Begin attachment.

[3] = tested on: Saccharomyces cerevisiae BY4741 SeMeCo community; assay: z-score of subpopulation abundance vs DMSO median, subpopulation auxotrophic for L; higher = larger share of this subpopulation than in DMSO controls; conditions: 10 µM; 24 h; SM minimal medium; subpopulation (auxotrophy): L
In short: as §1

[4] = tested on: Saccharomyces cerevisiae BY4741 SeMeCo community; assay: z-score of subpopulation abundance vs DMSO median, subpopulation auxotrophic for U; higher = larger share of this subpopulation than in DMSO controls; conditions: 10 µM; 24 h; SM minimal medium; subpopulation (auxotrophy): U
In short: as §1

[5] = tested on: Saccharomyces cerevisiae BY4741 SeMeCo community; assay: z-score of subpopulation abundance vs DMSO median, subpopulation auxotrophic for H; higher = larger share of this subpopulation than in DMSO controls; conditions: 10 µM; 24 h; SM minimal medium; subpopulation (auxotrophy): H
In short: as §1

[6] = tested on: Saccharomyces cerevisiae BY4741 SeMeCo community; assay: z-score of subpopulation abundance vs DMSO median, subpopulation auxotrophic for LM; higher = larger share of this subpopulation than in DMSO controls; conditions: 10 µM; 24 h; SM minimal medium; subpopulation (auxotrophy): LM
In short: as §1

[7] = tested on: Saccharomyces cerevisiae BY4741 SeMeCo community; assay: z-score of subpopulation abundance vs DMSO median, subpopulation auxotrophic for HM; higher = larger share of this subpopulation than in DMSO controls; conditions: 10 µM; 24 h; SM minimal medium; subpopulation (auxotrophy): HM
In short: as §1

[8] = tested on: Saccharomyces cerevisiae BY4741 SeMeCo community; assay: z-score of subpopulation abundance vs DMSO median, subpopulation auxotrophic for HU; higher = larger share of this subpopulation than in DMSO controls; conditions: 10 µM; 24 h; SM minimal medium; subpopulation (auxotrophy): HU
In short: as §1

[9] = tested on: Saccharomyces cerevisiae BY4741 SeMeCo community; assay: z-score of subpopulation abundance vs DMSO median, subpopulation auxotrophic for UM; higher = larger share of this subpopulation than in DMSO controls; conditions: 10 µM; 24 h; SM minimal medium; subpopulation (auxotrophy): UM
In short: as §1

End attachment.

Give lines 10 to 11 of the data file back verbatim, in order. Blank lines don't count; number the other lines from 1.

In short: as §1

[8] = tested on: Saccharomyces cerevisiae BY4741 SeMeCo community; assay: z-score of subpopulation abundance vs DMSO median, subpopulation auxotrophic for HU; higher = larger share of this subpopulation than in DMSO controls; conditions: 10 µM; 24 h; SM minimal medium; subpopulation (auxotrophy): HU